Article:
PROJECT #BEYOUROWN BOSS:​ LAURA MAY

PROJECT #BEYOUROWN BOSS:​ LAURA MAY

May Music was created to offer a writer-friendly music publishing service. All agreements are easy to understand, with a personalised service designed to meet the needs of the writer. May Music is committed to building and utilising the easiest and most efficient accounting tools in the business, with a roster that draws from a wide […]

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May Music was created to offer a writer-friendly music publishing service. All agreements are easy to understand, with a personalised service designed to meet the needs of the writer. May Music is committed to building and utilising the easiest and most efficient accounting tools in the business, with a roster that draws from a wide range of music, connecting a global and diverse network of writers to maximise their potential.

Laura’s #BEYOUROWN BOSS Story

I founded my own publishing company, May Music in 2017.  I started in music publishing in 2004 and have moved around the industry in various roles but I really wanted to return to publishing.  I wanted a more creative role but realistically my CV only has royalties and finance on it so I was going to struggle to get a role that I wanted so I started my own company.

I still work as a freelancer doing finance and royalty projects and that is funding my company and life whilst May Music grows. I started with no money or funding, I signed three writers in the first six months and then in the last six months I’ve had a bit of a signing frenzy so I’ll finish 2019 with 22 writers (some of them are in bands so it’s more like 11 signings).

I’ve reduced the number of freelance jobs that I have to focus on my company and I started to put a plan in place for next year.  I’m aware that I need still be able to provide the service that I set out to do for each and every one of my writers to planning and organisation is crucial. I’m in the process of work to expand my global network and make the business a commercially viable entity.

I have a long way to go but I’ve definitely had a great start. When I was 30 I was diagnosed with an aggressive type of non-Hodgkin Lymphoma. I was working at an accountant at the time doing royalty audit and accounting and I decided to resign and concentrate on staying alive. I underwent a pretty intense five months of Chemo including high dose therapy and a stem cell transplant. It took a year to recover from that. I took a part-time role at a festival whilst I was still working out what I wanted from life. In the past, I’ve hidden my health issues, but now I’m just upfront about them. I can still suffer from fatigue so I really need to think about not overdoing it or making sure that there is enough time to fit in a lie in if I need to.  I’ve worked really hard to future proof my company in terms of any health issues that I might have in the future. I had to give up the career path that I was following but I started again and now I’m on a different journey. I worked so hard to recover and rebuild my life don’t want anything to get in the way of that.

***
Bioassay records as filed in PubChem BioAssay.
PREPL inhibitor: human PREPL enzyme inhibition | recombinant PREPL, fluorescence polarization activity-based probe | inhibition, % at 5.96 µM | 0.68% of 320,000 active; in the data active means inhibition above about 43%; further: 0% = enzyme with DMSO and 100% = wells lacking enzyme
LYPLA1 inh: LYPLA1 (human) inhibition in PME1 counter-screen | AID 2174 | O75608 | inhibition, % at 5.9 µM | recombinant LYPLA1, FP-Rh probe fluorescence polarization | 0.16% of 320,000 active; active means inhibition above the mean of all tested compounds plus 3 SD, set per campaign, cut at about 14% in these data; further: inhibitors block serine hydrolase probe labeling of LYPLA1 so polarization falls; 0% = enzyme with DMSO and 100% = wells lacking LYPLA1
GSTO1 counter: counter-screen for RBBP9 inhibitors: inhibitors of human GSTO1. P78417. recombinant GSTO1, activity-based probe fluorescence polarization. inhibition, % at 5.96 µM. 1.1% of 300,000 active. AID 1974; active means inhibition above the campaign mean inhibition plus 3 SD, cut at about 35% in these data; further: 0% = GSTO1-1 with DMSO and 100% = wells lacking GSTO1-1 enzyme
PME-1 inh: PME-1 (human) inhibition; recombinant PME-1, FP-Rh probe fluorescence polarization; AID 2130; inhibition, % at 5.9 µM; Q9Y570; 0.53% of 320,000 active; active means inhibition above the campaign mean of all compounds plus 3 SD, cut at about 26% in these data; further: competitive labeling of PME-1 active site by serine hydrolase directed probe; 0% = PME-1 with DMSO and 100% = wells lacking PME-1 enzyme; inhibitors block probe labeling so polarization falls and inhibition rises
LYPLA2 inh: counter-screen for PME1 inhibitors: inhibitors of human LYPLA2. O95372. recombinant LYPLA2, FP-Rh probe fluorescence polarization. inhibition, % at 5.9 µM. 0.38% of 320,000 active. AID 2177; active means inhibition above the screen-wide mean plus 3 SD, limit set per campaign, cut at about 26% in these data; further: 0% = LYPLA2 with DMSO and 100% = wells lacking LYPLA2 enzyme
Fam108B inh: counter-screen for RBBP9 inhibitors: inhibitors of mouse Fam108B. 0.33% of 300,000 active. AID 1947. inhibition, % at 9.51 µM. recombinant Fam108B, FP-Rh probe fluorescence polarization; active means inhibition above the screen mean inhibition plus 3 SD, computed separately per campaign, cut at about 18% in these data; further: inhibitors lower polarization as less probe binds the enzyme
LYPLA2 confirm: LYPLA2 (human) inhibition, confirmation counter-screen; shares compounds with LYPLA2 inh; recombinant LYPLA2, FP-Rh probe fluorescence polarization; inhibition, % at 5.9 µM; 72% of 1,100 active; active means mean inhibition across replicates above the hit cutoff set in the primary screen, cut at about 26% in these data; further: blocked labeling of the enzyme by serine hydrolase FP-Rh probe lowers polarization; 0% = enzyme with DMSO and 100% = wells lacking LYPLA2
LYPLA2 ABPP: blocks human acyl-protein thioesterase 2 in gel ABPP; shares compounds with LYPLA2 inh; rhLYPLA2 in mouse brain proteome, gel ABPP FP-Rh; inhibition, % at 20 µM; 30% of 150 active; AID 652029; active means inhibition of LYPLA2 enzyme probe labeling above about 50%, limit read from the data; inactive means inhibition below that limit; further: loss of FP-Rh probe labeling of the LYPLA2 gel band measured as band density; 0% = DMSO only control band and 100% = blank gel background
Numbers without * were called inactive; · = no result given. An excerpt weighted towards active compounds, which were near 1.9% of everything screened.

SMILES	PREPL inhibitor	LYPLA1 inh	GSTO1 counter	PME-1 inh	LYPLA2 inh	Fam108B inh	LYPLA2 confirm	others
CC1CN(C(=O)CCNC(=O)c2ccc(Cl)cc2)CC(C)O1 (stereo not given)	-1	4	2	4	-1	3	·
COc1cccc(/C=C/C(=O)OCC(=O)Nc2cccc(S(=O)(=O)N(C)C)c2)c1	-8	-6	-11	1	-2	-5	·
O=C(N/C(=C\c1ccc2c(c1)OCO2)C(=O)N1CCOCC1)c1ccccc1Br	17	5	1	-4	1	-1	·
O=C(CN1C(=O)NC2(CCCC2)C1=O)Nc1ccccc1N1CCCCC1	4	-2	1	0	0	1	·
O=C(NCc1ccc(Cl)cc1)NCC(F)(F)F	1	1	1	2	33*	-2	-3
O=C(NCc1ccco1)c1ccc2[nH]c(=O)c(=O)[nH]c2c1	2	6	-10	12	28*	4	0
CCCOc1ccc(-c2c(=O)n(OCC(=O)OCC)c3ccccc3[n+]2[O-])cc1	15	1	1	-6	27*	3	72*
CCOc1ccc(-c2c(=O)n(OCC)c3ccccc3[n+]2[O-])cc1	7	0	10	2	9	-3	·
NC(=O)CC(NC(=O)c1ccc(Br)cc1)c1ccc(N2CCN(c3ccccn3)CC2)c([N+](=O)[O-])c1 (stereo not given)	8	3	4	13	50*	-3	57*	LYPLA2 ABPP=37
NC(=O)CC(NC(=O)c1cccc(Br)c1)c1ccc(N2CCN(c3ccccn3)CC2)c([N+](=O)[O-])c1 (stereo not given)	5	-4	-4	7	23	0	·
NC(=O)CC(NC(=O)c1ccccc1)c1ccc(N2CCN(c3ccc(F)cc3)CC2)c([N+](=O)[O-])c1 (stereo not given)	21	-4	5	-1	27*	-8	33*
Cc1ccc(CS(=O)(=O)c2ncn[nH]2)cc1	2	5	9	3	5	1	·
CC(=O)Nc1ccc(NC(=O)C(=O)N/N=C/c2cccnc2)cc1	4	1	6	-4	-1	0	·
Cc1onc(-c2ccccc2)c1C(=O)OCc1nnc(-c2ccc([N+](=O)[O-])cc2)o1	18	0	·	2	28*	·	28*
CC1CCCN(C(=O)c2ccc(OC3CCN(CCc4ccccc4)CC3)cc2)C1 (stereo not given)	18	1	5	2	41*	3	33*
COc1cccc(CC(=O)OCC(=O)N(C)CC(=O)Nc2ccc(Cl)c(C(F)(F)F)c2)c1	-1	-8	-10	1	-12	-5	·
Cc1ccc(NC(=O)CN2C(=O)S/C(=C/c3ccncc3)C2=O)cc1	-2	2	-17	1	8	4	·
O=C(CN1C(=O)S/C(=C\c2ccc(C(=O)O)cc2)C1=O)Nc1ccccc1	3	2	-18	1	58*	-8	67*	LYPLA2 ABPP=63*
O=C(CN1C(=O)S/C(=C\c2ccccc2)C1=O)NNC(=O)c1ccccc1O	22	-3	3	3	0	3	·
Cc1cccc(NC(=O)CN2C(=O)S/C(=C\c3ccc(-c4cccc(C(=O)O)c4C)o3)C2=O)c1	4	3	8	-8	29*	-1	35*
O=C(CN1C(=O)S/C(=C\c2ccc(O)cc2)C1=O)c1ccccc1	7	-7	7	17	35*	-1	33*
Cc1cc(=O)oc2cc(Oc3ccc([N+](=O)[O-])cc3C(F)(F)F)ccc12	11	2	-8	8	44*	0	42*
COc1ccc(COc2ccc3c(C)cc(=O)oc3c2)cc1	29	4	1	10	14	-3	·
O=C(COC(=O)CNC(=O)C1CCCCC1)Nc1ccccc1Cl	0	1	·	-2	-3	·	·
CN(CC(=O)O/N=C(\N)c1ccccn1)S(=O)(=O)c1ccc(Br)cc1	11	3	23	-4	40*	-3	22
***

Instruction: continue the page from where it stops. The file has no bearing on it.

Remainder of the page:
In terms of highlights, there are so many. Each signing, each royalty statement received means I’m a step closer to realising what I set out to do. How my roster looks now is exactly how I wanted it to be. It contains a diverse set of songwriters and artists, each of them very different from the other. I’ve also managed to keep it pretty gender-balanced which is an achievement in itself. Honestly, when I set up my business I hadn’t really thought about anything else except my vision and how I could achieve it. I try to challenge the traditional way of doing things because I felt it was important to try something else rather than just moan about the inadequacies of companies that I have to work with as part of my business. I didn’t really think about how there aren’t many women that own publishing companies or the ratio of men to women in the music industry.

I attended a Women in Music panel at a conference and one of the panellists said something like if you’re a woman and your mixed race (which I am) then journey to the top was much harder.  Whilst the panel was there to be positive and showcase successful women it was actually pretty discouraging. In the long run, the hope for the future is that women as business owners in the music industry are not unusual but for the immediate future I think it’s important for me to help other women realise their worth and pursue their dreams whether it’s a dream job or the running their own company. Building a successful business is hard work but I hope to be able to showcase that living your dreams is totally possible if you’re willing to work for it.

 

 

Website: https://maymusiclimited.com